• How do you think Rebekah’s righteous qualities helped prepare her to enter the covenant of eternal marriage?

    • What principle can we learn from Rebekah’s example? (Students may give a variety of answers. As they respond, you may want to emphasize the following principle by writing it on the board: If we develop righteous qualities now, we will be better prepared for eternal marriage.)

    To help students understand how this principle relates to them, invite a student to read aloud the following statement by Elder David A. Bednar of the Quorum of the Twelve Apostles:

    Elder David A. Bednar

    “If you hope to have an eternal companion who has certain spiritual qualities, then you must strive to develop those spiritual qualities in yourself. Then someone who has those qualities will be attracted to you” (in “Understanding Heavenly Father’s Plan”; lds.org/prophets-and-apostles/unto-all-the-world/understanding-heavenly-fathers-plan).

    Genesis 24:61–67

    Isaac and Rebekah are sealed in eternal marriage

    Invite the class to imagine what feelings Rebekah may have had as she traveled the long distance to meet Isaac or what Isaac may have felt as he awaited the servant’s return.

    Ask a few students to take turns reading aloud from Genesis 24:61–67. Invite the class to follow along and look for words or phrases suggesting that Isaac and Rebekah were happy to meet and be married to one another. Ask students to report what they find. (You may want to explain that when Rebekah covered herself with a veil, she was demonstrating modesty and respect for Isaac.)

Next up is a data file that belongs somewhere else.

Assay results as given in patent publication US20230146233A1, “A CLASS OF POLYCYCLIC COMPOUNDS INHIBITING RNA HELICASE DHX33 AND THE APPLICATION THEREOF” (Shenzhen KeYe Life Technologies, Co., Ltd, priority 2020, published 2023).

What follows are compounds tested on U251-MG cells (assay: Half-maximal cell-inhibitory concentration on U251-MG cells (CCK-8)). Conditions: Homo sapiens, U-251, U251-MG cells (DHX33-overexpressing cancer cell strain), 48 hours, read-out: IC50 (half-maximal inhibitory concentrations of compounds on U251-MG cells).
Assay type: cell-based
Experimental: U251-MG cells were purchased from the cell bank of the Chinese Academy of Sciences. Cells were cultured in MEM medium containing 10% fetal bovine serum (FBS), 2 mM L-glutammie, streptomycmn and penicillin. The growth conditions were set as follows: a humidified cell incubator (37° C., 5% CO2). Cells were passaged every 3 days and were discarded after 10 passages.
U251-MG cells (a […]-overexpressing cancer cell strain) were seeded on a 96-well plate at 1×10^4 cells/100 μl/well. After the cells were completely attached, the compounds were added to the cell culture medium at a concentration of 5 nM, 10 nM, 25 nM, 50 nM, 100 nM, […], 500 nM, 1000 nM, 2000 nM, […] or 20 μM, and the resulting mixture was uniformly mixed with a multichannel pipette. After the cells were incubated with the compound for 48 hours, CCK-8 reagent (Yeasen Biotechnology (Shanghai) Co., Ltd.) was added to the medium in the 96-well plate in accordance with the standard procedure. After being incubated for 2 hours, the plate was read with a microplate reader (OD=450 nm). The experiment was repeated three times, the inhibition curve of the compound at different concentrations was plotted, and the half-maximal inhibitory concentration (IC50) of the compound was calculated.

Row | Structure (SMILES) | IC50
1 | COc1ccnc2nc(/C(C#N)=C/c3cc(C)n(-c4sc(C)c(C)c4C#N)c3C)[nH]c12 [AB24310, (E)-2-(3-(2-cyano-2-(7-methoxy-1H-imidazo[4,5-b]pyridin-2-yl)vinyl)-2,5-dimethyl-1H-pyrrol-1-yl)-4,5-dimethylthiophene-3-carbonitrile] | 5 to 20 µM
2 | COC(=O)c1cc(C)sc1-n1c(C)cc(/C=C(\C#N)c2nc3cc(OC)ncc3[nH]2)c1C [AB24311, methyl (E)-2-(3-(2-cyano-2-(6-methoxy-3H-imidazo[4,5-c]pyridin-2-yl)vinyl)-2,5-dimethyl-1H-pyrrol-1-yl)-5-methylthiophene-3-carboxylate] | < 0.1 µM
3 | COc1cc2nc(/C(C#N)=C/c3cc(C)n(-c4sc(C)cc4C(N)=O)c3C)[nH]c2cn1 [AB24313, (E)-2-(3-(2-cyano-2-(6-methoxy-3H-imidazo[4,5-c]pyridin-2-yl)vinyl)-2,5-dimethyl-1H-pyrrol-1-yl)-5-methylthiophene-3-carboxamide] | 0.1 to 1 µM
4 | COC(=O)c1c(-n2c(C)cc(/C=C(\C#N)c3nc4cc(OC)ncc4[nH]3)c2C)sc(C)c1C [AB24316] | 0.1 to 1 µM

Point out that prior to their marriage, both Isaac and Rebekah had demonstrated faithfulness to the Lord (see Genesis 22:6–13; 24:57–58). As a result, the Lord had provided a way for them to receive the blessings of eternal marriage.

    • What principle can we learn from the example of Isaac and Rebekah as we seek the blessings of eternal marriage? (After students respond, write the following principle on the board: If we are faithful to God, He will provide a way for us to receive the blessings of eternal marriage.)

    To help students deepen their understanding of this principle, ask a student to read aloud the following statement by President Dieter F. Uchtdorf of the First Presidency:

    President Dieter F. Uchtdorf

    “Now, there are those among you fine young members of the Church who might never marry. Although they are worthy in every way, they may never find someone to whom they will be sealed in the temple of the Lord in this life. …

    “… I cannot tell you why one individual’s prayers are answered one way while someone else’s are answered differently. But this I can tell you: the righteous desires of your hearts will be fulfilled.

    “… The brief span of this life is nothing in comparison with eternity. And if only we can hope and exercise faith and joyfully endure to the end … there, in that great heavenly future, we will have the fulfillment of the righteous desires of our hearts and so very much more that we can scarcely comprehend now” (“The Reflection in the Water” [Church Educational System devotional, Nov. 1, 2009]; LDS.org).

    • How does this statement help you understand Heavenly Father’s love for His children who may not have the opportunity to receive the blessings of eternal marriage in this life?

    Testify of the importance of eternal marriage. Invite students to write down a goal that will help them prepare for eternal marriage. You might suggest that they write about a righteous quality they will seek to develop in their lives.

    Commentary and Background Information

    Genesis 24. The importance of dating right and marrying in the temple